Since becoming acquainted with the word ostranenie, I've been dying to put it down here, dying to talk about it. The other night I was watching Wong Kar-Wai's In the Mood for Love and it occurred to me that all of Wong's films are saturated in ostranenie, or, to hew to the particular, in Mood ostranenie is the doorway where desire passes languishingly. Anyway, Wong's films are a topic for another day. Today I want to talk about a certain "gap in experience" that Giorgio Agamben deduces from his brief examination of poetry and experience (Infancy and History, Chapter Three). He says, "It is experience that best affords us protection from surprises, and the production of shock always implies a gap in experience. To experience something means divesting it of novelty, neutralizing its shock potential" (p. 41). I disagree. Experience can't fully divest a thing of its potential to surprise without becoming something other than experience. Of course one must question what a thing is and what it means to experience a thing, and so we approach the question of what it means to be surprised by a thing. We have to imagine that this being surprised by could be other than a discovery of the surprising essence of a thing or one of its surprising qualities, that the potential for surprise may be something vested by experience. Yeah, well we haven't settled what a thing is, and that's a problem here.
Agamben may be well aware of my commonplace thoughts about experience, the ones I carry close to me without allowing them to be examined too closely. After all his essay means to destroy experience (for reasons that would matter to me to the degree I care about dialectics). It's hard to say to what degree I've been anticipated. In any case I'll try to keep alive for a moment the idea of a gap of experience and relate it to ostranenie. Agamben says, "Estrangement, which removes from the most commonplace objects their power to be experienced, thus becomes the exemplary procedure of a poetic project which aims to make of the Inexperiencible the new 'lieu commun', humanity's new experience" (p.). A quibble: estrangement does not remove from things a potential to be experienced so much as it makes the experience of things strange, or, since we have things on the back burner, makes strange experience itself. We oughtn't forget that the work of estrangement is foremost making strange, or perhaps more precisely a drawing into the strange. Quibbles aside, it occurs to me that I may have in the depths of my soul taken the Inexperiencible as experience. Just a thought.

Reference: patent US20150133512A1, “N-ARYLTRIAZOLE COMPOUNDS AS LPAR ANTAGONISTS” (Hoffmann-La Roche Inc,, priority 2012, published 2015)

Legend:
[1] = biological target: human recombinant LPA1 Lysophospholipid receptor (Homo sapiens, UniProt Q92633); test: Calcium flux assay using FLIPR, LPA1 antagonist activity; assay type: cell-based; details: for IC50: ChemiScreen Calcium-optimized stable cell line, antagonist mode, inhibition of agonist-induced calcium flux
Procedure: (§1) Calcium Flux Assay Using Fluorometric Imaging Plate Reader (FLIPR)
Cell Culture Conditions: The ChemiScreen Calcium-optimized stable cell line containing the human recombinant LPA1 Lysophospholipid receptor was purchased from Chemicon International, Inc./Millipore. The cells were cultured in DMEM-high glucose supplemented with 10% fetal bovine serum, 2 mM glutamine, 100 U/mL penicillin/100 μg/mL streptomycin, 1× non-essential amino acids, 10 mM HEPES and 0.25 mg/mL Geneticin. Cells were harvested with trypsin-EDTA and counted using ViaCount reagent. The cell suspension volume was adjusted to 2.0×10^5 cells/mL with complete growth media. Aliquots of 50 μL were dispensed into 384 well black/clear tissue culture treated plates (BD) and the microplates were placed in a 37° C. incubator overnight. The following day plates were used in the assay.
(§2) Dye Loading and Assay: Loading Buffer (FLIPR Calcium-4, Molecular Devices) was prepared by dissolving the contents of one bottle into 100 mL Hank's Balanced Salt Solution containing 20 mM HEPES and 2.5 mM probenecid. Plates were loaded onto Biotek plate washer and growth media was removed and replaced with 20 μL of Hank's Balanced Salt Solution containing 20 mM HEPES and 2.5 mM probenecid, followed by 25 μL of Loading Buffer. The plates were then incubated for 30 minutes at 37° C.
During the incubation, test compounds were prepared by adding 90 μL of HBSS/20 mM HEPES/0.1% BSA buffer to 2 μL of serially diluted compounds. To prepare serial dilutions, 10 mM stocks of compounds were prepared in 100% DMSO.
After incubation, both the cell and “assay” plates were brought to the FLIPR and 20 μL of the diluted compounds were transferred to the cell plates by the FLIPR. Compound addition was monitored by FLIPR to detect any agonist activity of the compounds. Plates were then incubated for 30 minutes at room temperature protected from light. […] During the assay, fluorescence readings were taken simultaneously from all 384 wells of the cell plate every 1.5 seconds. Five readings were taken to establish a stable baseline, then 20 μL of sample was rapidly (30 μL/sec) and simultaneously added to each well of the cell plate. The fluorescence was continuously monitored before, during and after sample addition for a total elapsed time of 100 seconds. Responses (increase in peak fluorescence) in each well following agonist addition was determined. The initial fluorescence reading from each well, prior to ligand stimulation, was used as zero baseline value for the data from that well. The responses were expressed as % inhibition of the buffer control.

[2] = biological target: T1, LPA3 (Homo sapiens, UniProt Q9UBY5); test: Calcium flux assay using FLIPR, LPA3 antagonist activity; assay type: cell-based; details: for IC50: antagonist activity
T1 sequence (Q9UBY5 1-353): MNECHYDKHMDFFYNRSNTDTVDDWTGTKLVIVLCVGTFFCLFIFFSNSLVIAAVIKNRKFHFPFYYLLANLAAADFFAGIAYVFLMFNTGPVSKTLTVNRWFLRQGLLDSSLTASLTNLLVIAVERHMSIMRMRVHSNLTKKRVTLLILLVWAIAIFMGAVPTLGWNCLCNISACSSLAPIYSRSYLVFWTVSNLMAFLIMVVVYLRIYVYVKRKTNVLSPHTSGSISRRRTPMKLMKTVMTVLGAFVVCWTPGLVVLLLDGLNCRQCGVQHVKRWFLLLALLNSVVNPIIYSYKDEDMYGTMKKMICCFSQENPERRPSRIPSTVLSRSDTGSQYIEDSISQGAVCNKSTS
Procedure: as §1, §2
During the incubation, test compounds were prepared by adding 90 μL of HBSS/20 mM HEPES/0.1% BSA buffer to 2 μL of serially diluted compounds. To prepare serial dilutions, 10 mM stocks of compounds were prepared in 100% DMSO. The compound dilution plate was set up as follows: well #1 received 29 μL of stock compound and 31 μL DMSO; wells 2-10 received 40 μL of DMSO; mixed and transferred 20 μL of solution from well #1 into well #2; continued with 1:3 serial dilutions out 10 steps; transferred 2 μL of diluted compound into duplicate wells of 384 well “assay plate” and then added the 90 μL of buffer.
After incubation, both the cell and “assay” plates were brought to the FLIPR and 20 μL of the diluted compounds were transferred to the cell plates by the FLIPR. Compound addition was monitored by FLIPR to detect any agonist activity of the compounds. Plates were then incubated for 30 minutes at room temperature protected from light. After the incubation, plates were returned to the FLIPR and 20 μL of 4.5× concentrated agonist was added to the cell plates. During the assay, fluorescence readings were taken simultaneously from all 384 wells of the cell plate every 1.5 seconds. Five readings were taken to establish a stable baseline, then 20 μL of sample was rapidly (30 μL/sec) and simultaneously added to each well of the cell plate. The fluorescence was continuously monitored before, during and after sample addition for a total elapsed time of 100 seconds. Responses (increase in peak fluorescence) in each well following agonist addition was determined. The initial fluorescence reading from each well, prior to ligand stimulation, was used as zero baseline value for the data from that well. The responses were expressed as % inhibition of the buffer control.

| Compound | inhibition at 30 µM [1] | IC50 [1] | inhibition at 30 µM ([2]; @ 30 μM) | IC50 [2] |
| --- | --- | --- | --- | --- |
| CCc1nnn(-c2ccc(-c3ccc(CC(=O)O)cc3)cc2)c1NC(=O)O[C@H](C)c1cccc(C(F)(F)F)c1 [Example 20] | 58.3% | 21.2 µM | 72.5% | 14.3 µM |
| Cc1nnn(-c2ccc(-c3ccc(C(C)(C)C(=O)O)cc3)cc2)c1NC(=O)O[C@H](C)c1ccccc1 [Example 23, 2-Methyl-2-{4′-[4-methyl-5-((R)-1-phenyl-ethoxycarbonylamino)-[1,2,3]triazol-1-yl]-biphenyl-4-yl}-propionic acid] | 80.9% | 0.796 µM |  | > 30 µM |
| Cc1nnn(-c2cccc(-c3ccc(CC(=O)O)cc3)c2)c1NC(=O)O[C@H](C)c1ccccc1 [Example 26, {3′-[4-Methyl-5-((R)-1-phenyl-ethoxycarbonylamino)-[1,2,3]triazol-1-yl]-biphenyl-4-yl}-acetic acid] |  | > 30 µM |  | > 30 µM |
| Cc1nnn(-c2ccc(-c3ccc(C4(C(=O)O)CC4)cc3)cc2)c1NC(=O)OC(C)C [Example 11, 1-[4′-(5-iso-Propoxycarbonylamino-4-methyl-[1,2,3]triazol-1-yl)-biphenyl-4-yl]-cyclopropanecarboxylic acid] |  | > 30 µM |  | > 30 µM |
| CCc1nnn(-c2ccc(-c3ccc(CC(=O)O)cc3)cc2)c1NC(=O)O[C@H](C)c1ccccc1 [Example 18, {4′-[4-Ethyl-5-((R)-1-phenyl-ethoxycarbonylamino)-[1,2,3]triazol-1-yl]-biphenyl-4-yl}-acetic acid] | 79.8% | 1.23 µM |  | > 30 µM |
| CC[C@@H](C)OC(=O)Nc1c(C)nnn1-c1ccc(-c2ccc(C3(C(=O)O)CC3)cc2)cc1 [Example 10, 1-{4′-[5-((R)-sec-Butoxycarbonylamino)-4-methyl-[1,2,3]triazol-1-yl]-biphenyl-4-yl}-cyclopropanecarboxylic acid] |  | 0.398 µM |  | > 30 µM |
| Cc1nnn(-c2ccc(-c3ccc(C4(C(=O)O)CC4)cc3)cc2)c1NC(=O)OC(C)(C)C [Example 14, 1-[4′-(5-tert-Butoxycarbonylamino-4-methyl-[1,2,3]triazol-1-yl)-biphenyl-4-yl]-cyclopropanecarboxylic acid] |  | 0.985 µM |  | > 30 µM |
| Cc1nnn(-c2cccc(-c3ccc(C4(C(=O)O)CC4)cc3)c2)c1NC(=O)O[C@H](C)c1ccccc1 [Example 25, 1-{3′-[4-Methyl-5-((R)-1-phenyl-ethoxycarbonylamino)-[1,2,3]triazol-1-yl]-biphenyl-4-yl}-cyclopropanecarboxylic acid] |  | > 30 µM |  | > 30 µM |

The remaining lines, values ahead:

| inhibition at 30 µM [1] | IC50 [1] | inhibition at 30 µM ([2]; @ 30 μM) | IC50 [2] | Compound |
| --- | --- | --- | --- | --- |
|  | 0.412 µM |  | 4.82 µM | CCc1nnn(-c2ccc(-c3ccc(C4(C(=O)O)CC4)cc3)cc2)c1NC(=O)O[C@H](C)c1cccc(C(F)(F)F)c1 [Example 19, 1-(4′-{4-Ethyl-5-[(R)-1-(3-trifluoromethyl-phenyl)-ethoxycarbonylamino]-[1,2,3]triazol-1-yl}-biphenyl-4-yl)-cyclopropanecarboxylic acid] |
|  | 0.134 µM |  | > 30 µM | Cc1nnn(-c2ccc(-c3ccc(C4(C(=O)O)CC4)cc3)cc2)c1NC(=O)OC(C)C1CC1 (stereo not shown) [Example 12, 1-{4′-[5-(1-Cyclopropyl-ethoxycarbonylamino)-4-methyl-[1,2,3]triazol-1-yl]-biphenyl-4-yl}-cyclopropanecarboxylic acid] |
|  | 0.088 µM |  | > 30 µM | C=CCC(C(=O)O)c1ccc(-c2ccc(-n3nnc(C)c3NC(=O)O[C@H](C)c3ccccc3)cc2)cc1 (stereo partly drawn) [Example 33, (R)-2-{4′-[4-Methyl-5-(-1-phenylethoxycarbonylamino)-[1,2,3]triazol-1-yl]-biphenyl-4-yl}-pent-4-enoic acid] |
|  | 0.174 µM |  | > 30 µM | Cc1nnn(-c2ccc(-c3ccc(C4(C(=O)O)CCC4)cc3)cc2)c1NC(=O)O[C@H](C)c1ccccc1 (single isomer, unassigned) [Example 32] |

A final detour, if you please. I recall from my readings that László Tengelyi, for whom an element of surprise is very much essential to experience, holds that experience, in its primary sense, has a characteristic poignancy. I'd like to say then that ostranenie intensifies the poignancy of experience, or even that it reminds us of the poignancy of experience. Would a gap in experience intensify the poignancy of experience, or function as a space for remembering the poignancy of experience?
Agamben's "gap in experience" may serve as a corrective to the notion that experience covers everything at all times equally. Why, even were we to agree that experience were downright essential to all that there is, we might still want to allow for gaps in experience, if only to keep some modicum of distance between you and me, for example. Quite possibly being is intermittent, which is to say, being lets go now and then. It allows for betweenness. In light of this intermittency what then would we want to say of experience, our way of being, if I may presume for a moment? Would we want to say under any circumstances that experience refuses to let go? Well, I couldn't naysay somebody who sensed a resistance there, a pull in experience against the intermittency of being. If the poignancy of experience arises from its resistance to intermittency, would that mean that experience would somehow be posterior to being? It's a vicious circle, I'm sure. Or a silly circle. Take your pick. In either case it may be that a gap in experience remains a gap in experience, that it is something that experience, however painfully, relinquishes.